Children need the guidance and protection of loving adults. Kentucky courts generally protect the rights of parents to make important decisions about child-rearing matters. However, no two families are identical. Family dynamics vary widely from household to household. Grandparents may need to step in and care for their grandchildren due to tragic or adverse circumstances.
Vast Knowledge Of Family Law And Grandparents’ Rights
Multi-generational family conflicts can emerge that disrupt the harmony of family relationships due to disputes over child-rearing, visitation and custody matters. The attorneys at Schaffner Family Law are well-versed in the complex area of grandparents’ rights under Kentucky law.
Oftentimes, when the parent of a child unexpectedly passes away, the grandparents may lose access to their grandchild. Similarly, grandparents may become de facto custodians of their grandchildren in a variety of circumstances, whether with the consent of the child’s parents or due to problems involving neglect, abuse or abandonment of the minor child. A non-parent (including a grandparent) who provides primary care and support for a child for a defined period of time may seek legal custody of the child as a de facto custodian.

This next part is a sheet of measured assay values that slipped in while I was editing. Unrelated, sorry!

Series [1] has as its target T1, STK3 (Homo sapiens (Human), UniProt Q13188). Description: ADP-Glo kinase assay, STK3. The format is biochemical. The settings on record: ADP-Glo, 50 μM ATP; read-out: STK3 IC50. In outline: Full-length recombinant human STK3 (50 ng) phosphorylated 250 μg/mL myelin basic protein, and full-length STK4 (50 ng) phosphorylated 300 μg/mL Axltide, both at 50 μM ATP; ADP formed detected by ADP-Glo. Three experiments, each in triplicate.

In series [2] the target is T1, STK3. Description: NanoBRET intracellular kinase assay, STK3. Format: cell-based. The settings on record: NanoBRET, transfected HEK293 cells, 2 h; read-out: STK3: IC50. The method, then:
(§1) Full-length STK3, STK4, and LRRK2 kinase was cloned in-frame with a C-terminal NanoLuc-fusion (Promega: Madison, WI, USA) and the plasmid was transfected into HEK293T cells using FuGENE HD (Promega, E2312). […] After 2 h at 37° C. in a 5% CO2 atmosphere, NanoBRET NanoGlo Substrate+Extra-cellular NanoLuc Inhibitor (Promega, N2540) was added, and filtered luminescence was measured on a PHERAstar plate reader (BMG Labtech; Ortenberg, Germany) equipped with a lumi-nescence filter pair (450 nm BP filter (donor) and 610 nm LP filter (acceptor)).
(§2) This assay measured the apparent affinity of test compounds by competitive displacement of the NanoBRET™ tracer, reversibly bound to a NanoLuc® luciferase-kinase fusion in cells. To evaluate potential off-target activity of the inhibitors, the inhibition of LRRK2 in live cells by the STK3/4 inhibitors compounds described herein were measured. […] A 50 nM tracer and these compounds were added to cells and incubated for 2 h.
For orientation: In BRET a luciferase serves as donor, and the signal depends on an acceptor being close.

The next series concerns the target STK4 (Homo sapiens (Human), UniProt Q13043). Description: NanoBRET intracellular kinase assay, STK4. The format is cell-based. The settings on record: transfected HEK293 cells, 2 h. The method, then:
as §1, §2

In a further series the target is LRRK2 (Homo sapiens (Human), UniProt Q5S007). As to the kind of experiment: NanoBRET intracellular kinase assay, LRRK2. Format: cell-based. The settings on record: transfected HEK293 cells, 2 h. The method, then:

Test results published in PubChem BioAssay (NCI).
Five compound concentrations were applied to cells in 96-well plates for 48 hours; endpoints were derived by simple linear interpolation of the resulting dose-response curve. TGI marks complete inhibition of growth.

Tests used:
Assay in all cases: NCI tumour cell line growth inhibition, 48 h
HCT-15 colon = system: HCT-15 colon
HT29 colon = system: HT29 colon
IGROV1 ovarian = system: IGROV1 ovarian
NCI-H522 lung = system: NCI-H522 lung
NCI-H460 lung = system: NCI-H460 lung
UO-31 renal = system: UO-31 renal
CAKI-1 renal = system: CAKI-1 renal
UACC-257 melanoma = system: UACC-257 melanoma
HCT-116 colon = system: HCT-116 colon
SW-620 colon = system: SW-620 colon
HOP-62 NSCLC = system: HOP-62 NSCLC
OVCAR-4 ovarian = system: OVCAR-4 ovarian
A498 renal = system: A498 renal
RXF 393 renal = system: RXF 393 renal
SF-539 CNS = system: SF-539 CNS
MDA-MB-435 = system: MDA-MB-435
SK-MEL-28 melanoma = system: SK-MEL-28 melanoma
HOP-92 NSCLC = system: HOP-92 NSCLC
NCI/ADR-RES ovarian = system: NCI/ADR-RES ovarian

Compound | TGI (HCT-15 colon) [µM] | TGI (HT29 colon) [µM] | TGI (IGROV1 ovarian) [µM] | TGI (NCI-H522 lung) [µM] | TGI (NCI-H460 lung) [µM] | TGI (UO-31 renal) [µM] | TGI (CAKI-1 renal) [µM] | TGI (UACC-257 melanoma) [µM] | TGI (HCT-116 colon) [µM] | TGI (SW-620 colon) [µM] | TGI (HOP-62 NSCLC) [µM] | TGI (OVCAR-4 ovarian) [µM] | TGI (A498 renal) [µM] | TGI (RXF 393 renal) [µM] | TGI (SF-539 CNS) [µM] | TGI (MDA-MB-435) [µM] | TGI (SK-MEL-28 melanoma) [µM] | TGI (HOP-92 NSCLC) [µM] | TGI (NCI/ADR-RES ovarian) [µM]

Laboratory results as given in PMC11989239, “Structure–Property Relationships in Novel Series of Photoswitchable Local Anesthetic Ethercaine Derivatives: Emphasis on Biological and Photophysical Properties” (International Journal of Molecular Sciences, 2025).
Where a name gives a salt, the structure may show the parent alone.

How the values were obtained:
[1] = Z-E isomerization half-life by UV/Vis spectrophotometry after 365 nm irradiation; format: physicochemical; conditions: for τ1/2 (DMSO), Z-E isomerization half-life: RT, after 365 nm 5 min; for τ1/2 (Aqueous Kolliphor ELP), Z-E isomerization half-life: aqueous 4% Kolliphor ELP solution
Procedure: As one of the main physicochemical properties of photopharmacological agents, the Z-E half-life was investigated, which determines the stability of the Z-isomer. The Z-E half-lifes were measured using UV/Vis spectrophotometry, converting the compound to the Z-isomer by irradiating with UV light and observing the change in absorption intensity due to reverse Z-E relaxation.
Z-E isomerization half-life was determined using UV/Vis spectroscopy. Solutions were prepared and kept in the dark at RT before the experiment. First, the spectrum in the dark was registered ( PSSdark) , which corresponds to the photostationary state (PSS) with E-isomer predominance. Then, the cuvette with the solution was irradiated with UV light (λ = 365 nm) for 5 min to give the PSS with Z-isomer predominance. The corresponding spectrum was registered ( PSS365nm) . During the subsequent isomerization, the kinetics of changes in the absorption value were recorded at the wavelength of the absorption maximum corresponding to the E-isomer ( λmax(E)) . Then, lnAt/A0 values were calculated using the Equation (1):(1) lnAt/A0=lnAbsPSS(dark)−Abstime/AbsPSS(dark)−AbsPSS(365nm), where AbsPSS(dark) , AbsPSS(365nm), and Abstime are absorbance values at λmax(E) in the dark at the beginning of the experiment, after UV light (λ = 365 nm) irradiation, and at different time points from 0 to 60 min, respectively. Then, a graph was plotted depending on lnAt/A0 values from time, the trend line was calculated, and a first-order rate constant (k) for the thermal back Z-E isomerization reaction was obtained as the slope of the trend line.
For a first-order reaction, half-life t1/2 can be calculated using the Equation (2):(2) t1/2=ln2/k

To assert de facto custody, a grandparent must show by clear and convincing evidence that the child has resided with him or her for six months if under the age of 3 or for one year if the child is more than 3-years-old. Additionally, the evidence must show the grandparent has provided primary care and support for the child.
The Well-Being Of Children Takes Priority
Our attorneys care about the well-being of children. We aggressively protect the rights of our clients to ensure that the best interests of children are met. Our founding attorney is a tenacious trial lawyer who believes that parties involved in custody disputes need to understand the impact that a dispute can have on the child. To that end, we fully explain the legal options available in every custody dispute to allow our clients to make informed decisions to protect the well-being of the children.